Loyiso Basso says he left a life of drugs and crime after he realised he was wasting his life and making his mother suffer. The 30-year-old opened a restaurant in Makhaya, Khayelitsha. It has been running for two years.
Pamela Mkhabela, a neighbour, says: “People used to be so scared of him [Basso], but now he is a sweet child with respect. He is also passing his experience to other young children, so they do not do what he did in the past.”
“I struggled to get employment due to my criminal record,” says Basso. So he started cleaning people’s yards in 2015 to raise the capital.
“I had to convince people that I am changed, and I did not blame them for closing their door in my face. I deserved it,” he says.
“I charged R250 for cleaning a yard and painting, depending on how big the house was. I was also washing windows.” Money started coming in.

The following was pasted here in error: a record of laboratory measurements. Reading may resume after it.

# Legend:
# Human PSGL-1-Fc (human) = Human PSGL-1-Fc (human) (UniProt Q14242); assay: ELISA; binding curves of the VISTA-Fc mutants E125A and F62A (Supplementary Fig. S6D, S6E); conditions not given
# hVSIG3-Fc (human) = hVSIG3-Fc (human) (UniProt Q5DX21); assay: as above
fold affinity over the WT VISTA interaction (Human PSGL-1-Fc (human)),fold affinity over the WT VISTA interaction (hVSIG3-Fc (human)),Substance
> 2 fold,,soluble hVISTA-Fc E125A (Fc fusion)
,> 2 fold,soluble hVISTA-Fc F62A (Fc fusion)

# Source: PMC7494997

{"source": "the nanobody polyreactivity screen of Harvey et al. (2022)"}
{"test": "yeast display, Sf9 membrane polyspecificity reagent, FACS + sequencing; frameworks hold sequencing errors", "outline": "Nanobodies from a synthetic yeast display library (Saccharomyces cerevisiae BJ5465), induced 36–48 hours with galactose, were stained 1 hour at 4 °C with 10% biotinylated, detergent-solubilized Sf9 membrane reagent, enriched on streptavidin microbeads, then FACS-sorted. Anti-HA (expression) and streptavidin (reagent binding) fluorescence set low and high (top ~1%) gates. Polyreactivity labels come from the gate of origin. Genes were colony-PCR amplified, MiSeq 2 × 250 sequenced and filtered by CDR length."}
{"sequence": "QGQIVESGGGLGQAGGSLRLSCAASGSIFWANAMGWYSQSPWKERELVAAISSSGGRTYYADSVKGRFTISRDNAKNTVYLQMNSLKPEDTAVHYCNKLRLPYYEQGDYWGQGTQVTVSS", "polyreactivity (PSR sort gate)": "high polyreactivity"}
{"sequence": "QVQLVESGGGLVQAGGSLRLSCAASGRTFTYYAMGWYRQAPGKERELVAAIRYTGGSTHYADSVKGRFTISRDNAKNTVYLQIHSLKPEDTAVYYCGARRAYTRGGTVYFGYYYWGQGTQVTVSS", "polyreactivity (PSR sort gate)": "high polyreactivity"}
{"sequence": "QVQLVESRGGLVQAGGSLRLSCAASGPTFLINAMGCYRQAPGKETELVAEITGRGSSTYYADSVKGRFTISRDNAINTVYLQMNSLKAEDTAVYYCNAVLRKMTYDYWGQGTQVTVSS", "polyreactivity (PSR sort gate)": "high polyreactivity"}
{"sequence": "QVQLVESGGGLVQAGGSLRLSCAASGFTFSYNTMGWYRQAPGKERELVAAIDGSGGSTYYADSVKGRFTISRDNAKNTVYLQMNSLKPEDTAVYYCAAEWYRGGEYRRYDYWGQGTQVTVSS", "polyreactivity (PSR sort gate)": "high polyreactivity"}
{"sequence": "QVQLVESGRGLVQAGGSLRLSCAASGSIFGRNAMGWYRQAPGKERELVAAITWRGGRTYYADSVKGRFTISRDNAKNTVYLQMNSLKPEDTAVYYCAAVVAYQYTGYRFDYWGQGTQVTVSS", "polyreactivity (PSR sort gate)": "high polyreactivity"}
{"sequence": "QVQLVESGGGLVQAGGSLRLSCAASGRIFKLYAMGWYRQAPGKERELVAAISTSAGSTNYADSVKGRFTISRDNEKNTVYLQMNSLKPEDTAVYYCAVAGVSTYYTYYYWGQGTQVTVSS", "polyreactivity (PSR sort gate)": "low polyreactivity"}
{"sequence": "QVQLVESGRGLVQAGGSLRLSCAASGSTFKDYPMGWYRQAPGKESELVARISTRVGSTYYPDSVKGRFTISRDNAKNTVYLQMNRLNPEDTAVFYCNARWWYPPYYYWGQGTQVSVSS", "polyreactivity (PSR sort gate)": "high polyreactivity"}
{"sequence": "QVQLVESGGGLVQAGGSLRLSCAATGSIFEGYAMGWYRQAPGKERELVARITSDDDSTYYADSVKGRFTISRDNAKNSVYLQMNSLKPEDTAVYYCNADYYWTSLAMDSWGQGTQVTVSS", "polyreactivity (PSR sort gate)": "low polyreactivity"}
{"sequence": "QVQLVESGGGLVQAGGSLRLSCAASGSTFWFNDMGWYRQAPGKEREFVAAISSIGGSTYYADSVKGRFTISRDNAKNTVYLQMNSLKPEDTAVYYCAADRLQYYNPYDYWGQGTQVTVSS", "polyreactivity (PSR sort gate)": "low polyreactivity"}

“I had a passion for cooking and I am good in the kitchen. I first bought a gas stove and bought other items like pots for my kitchen … I started selling pap and chakalaka. Business was good, and people were buying. I would be asked to join catering teams whenever there is an event in the area,” he says.
Basso opened his small restaurant, Mgoli’s corner, called after his nickname, in an RDP house. He used his backroom as a kitchen. He serves lunch and dinner.
He gained the community’s trust and started to add more items on his menu. His bunny chows, known as kota in the township, became popular. He stuffs them with fries, fried egg, lettuce, cucumber, and a sausage (R15) or burger (R20).
“Today, I help around the house with groceries and I have not touched drugs for years,” says Basso.
“There is no dustbin for a person … Young people swallow your pride and do something positive with your lives. If there is still air that flows in and out of your body, it means there is still a purpose for you in this world.”